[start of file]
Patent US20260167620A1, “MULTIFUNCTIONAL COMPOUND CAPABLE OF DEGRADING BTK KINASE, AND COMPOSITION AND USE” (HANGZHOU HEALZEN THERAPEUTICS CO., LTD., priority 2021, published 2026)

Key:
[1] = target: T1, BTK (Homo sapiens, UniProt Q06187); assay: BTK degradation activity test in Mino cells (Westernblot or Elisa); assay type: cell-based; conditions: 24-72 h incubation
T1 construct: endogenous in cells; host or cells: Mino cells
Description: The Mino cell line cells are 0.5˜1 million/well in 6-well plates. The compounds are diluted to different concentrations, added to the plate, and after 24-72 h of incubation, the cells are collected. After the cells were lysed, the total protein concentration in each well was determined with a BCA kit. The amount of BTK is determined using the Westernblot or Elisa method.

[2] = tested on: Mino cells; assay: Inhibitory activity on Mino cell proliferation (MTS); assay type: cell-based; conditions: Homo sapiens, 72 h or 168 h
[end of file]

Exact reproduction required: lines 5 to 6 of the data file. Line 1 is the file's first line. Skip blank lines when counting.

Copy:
Description: The Mino cell line cells are 0.5˜1 million/well in 6-well plates. The compounds are diluted to different concentrations, added to the plate, and after 24-72 h of incubation, the cells are collected. After the cells were lysed, the total protein concentration in each well was determined with a BCA kit. The amount of BTK is determined using the Westernblot or Elisa method.

[2] = tested on: Mino cells; assay: Inhibitory activity on Mino cell proliferation (MTS); assay type: cell-based; conditions: Homo sapiens, 72 h or 168 h